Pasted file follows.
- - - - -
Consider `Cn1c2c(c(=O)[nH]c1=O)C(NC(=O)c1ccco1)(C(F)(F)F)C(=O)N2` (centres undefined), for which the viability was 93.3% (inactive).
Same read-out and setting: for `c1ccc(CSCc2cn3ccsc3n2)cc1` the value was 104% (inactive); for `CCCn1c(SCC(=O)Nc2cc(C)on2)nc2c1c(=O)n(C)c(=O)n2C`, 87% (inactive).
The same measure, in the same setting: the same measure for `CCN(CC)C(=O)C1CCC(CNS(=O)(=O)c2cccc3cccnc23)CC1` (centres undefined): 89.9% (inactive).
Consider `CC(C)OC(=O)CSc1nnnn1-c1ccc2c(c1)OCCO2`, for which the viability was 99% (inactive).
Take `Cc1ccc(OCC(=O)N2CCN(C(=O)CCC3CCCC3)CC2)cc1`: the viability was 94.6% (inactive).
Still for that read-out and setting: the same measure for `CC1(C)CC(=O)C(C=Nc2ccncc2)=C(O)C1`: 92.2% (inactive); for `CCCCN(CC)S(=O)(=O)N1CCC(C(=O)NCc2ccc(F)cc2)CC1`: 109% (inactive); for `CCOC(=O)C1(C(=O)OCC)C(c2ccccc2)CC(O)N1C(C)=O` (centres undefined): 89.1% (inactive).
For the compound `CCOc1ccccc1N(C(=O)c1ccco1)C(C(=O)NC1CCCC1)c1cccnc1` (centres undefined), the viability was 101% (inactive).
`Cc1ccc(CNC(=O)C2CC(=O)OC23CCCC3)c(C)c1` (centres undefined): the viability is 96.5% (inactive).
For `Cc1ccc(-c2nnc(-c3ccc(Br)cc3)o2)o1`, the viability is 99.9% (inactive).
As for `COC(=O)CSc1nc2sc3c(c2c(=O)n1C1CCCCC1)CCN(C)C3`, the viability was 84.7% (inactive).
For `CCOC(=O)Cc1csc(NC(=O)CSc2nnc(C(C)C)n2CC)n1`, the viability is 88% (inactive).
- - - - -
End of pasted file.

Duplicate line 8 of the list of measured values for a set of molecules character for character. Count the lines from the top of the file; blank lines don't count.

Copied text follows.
`Cc1ccc(CNC(=O)C2CC(=O)OC23CCCC3)c(C)c1` (centres undefined): the viability is 96.5% (inactive).